The Moomooi fashion illustrations unveils its new collection of floral designs; a novelty project called “Some Flower Girls“. This features a cacophony of colors, vegetables, sea items and flowers, as “some Flower Girls” pushes a whimsical approach to garment styling inculcating elements , which otherwise, wouldn’t make the sketch table. The various sample sketches feature initial outlines laid-out by design pen and the the extra material pilled on to complete, and give them round finish.
The ” Some Flower Girls” project also include some iconic backdrops, to better in vigor the design; giving robust definitions. Ranging from the Brooklyn bridge, Parisian towns and the Eiffel tower these backdrop come in all locations. Various vegetables were also “involved” through various iterations of the styling process, including Broccolis !
MooMoi fashion illustration is a design outfit, based in New York. Founded by Meredith Wing who Initial training in fashion design and architecture. For her , fashion is a form of expression through which her hope to bring joy.
” Creating whimsical art with flowers, veggies and other materials is a way for me to share what I love! Work in the fashion industry in NYC and graduate studies in architecture eventually lead me back to what I did as a kid – drawing pictures of ladies in fancy dresses and playing with my food! ” she says.
She has since acted as Artist-in-Residence at Soho House for Coachella 2015, graced the walls of Tokyo public plazas, created bespoke portraits for Tory Burch, adorned the interior of Cosabella’s NYC store, landed features in Town & Country and landed features in numerous international publications.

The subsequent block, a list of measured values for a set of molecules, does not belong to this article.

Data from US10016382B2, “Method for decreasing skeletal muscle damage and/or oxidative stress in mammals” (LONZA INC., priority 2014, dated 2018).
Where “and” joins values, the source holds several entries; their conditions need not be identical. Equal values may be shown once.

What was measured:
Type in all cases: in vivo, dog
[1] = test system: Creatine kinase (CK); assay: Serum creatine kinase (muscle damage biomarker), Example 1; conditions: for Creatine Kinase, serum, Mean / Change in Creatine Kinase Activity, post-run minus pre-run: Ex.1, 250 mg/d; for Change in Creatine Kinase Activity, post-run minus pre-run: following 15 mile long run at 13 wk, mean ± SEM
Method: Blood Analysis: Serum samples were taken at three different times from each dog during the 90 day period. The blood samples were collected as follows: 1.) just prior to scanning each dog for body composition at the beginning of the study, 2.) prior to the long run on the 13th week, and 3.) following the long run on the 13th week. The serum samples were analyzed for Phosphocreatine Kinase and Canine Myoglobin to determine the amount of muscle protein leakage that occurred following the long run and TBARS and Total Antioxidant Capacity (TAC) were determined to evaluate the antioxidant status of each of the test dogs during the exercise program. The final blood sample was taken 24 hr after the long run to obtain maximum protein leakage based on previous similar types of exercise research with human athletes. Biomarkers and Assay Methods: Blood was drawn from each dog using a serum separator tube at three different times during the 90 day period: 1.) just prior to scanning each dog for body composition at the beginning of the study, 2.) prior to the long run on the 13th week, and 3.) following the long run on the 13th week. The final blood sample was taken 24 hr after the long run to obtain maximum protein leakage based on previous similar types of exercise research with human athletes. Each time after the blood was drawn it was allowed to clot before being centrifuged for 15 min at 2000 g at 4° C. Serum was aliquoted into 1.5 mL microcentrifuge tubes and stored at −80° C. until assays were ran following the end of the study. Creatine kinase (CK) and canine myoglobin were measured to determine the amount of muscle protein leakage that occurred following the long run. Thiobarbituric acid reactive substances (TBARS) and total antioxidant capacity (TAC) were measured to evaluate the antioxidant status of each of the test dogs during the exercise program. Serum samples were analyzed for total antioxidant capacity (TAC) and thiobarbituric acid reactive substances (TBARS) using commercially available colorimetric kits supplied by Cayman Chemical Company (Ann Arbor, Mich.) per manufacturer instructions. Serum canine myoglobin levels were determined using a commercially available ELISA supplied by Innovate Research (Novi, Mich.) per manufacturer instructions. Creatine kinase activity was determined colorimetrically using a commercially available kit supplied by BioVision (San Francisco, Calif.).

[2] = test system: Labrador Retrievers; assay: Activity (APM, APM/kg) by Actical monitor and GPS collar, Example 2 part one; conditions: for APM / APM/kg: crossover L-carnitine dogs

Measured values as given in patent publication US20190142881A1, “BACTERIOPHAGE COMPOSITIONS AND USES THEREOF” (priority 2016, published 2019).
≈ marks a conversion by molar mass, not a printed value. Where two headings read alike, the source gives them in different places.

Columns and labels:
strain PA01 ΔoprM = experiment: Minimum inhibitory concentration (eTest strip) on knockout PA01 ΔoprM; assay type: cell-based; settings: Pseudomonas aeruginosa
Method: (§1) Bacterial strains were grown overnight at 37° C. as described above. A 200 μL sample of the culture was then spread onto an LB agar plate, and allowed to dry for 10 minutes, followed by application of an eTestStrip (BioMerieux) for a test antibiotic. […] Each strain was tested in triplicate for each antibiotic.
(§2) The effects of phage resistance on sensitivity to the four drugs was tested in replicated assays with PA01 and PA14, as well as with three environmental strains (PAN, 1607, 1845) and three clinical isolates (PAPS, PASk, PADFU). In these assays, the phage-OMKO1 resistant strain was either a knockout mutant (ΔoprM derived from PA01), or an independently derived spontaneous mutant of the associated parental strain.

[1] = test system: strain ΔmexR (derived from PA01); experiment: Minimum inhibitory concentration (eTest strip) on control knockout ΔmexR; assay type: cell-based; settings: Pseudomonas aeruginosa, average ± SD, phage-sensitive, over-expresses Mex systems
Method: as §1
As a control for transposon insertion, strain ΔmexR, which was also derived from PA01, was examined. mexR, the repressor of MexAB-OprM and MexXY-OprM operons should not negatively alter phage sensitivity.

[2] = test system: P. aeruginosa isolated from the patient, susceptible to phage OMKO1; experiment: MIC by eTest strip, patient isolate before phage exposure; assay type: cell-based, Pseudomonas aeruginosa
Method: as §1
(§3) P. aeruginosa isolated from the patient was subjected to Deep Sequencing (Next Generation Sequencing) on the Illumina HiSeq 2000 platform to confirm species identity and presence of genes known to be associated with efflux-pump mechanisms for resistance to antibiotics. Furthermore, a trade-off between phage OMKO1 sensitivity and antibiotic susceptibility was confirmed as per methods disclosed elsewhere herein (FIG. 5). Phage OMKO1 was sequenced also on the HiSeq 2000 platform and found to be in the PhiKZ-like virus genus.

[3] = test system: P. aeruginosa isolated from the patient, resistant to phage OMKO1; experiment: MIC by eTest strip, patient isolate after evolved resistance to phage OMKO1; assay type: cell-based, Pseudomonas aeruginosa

Her renowned clients include: Town & Country, Soho House, Feel Unique, Pantone, Coach, Grey Goose, Patron, Tacori, Forevermark – DeBeers, Cosmopolitan, Rebecca Minkoff, Cosabella, MUSE, Rabat, Strasburgo, Becca, HostCommittee, Wetherly Group, Thistle & Spire, Ciroc, Gemfields, HealthLab and RedCarter.
Custom creation of artwork for both personal and commercial purposes, as well as license of existing imagery, are available fro order.
A new series of Tulle Flows exhibited along side the Artisanal collection launched at the Couture FashionWeek in paris january and it stood out of the total collection. One of the reason was it wasn’t just fashion but also a sculpture; dynamic , flowing sculpture. The work of English artist, textile designer Benjamin Shine.
Parting way from its hardwood, and marble origins, Shine seek to force through fluidity, in the large face bust made from very thin , light textile materials and held together in place with pins. Unlike his previous projects which were installations and only displayed for visual purpose, this Tulle Flow came attached to clothes allowing it more free movement than other traditional displays.
Retaining the dominating theme of his general work. This new Tulle Flow was no different , but was a little bigger than previous works distinct in direction of purpose. It depicts the face of a woman on white , on an evening white dress.
Benjamin Shine studied fashion design at The Surrey Institute of Art and Design and Central St Martins in London. In 2003 he set up his creative studio, where materials, techniques and constructional ideas continue to inform his diverse portfolio and multidisciplinary approach.